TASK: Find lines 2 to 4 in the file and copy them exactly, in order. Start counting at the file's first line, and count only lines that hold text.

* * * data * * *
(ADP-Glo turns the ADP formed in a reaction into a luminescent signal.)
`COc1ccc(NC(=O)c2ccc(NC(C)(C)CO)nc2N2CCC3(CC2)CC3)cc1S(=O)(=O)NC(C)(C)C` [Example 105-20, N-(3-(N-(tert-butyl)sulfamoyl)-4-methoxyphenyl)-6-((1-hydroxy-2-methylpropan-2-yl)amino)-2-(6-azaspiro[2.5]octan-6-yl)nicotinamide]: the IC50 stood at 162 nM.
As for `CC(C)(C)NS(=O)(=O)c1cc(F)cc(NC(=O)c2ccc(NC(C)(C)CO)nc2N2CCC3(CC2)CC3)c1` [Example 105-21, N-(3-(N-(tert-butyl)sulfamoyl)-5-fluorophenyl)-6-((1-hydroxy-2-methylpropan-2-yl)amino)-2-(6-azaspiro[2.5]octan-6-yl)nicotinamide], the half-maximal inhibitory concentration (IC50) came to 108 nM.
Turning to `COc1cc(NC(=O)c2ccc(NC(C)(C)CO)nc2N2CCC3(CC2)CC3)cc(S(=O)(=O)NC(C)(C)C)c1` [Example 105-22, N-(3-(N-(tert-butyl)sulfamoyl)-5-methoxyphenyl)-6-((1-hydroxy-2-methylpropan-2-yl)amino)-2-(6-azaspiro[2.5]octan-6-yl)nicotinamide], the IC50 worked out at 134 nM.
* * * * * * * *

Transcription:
`COc1ccc(NC(=O)c2ccc(NC(C)(C)CO)nc2N2CCC3(CC2)CC3)cc1S(=O)(=O)NC(C)(C)C` [Example 105-20, N-(3-(N-(tert-butyl)sulfamoyl)-4-methoxyphenyl)-6-((1-hydroxy-2-methylpropan-2-yl)amino)-2-(6-azaspiro[2.5]octan-6-yl)nicotinamide]: the IC50 stood at 162 nM.
As for `CC(C)(C)NS(=O)(=O)c1cc(F)cc(NC(=O)c2ccc(NC(C)(C)CO)nc2N2CCC3(CC2)CC3)c1` [Example 105-21, N-(3-(N-(tert-butyl)sulfamoyl)-5-fluorophenyl)-6-((1-hydroxy-2-methylpropan-2-yl)amino)-2-(6-azaspiro[2.5]octan-6-yl)nicotinamide], the half-maximal inhibitory concentration (IC50) came to 108 nM.
Turning to `COc1cc(NC(=O)c2ccc(NC(C)(C)CO)nc2N2CCC3(CC2)CC3)cc(S(=O)(=O)NC(C)(C)C)c1` [Example 105-22, N-(3-(N-(tert-butyl)sulfamoyl)-5-methoxyphenyl)-6-((1-hydroxy-2-methylpropan-2-yl)amino)-2-(6-azaspiro[2.5]octan-6-yl)nicotinamide], the IC50 worked out at 134 nM.